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fsi books

Publications

Browse FSI scholarship on geopolitics, global health, energy, cybersecurity and more.

Featured Publications

image of a bowl of cartoon frogs with the word Gab on the front

Gabufacturing Dissent: An In-depth Analysis of Gab

Gab was founded in 2016 as an uncensored alternative to mainstream social media platforms. Stanford Internet Observatory’s latest report looks at behaviors and dynamics across the platform.
Liberalism and Its Discontents by Francis Fukuyama

Liberalism and Its Discontents

It's no secret that liberalism hasn't always lived up to its own ideals. But in this short, clear account, Francis Fukuyama offers an essential defense of a revitalized liberalism for the twenty-first century.
Everything Counts: Building a Control Regime for Nonstrategic Nuclear Warheads in Europe

Building a Control Regime for Nonstrategic Nuclear Warheads in Europe

A new report led by Rose Gottemoeller on non-strategic nuclear warhead policies in Europe, particulary in light of Russia's changing status in the global nuclear community.

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Matthew Fuhrmann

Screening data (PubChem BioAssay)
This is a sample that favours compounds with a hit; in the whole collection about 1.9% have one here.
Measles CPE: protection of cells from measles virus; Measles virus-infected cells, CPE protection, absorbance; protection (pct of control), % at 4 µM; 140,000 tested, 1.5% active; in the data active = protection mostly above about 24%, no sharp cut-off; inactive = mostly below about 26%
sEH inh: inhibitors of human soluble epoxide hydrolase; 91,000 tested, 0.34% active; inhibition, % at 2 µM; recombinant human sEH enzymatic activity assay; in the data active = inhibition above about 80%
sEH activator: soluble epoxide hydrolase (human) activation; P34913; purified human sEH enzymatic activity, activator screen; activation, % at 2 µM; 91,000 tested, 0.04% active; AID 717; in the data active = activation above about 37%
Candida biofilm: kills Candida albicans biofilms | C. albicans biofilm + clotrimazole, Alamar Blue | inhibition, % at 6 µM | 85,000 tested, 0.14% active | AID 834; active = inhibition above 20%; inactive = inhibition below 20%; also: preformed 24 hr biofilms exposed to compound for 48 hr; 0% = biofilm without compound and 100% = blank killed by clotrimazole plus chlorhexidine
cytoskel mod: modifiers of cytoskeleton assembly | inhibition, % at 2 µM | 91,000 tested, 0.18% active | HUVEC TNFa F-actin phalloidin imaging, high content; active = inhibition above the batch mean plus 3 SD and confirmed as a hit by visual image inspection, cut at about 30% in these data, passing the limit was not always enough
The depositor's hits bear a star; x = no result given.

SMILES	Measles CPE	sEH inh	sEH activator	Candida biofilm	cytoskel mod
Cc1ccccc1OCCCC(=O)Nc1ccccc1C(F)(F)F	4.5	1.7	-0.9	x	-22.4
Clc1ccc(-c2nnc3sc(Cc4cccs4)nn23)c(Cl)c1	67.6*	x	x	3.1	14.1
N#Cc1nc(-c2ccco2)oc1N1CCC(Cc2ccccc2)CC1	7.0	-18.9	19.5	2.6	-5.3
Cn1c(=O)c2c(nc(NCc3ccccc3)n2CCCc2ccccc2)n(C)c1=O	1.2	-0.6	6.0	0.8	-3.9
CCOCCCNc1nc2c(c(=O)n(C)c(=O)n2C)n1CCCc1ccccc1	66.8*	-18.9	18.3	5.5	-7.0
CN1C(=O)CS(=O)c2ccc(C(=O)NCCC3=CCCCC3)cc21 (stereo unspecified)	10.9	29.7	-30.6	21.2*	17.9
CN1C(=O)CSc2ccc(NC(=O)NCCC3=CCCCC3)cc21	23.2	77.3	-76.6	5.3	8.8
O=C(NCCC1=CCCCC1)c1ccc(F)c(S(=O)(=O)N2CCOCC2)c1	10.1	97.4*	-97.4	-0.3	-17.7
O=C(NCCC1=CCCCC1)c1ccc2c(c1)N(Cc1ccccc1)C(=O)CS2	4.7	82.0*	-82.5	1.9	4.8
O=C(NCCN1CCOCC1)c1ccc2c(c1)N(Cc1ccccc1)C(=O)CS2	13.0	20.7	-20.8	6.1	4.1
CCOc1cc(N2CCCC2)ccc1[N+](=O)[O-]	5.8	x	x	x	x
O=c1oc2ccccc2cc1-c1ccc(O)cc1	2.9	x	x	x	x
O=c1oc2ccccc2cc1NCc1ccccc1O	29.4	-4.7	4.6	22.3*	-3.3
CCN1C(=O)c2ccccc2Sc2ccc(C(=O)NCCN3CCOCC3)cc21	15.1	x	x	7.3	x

Books

Nuclear Weapons and Coercive Diplomacy

Matthew Fuhrmann, Matthew Fuhrmann, Todd S. Sechser
Cambridge University Press, 2017 January 16, 2017

Are nuclear weapons useful for coercive diplomacy? Since 1945, most strategic thinking about nuclear weapons has focused on deterrence - using nuclear threats to prevent attacks against the nation's territory and interests. But an often overlooked question is whether nuclear threats can also coerce adversaries to relinquish possessions or change their behavior. Can nuclear weapons be used to blackmail other countries? The prevailing wisdom is that nuclear weapons are useful for coercion, but this book shows that this view is badly misguided.

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Journal Articles

Separating Fact from Fiction in the Debate over Drone Proliferation

Matthew Fuhrmann, Matthew Fuhrmann, Michael C. Horowitz, Sarah E. Kreps
International Security, 2016 November 17, 2016

What are the consequences of drone proliferation for international security? Despite extensive discussions in the policy world concerning drone strikes for counterterrorism purposes, myths about the capabilities and implications of current-generation drones often outstrip reality. Understanding the impact of drones requires separating fact from fiction by examining their effects in six different contexts—counterterrorism, interstate conflict, crisis onset and deterrence, coercive diplomacy, domestic control and repression, and use by nonstate actors for the purposes of terrorism.

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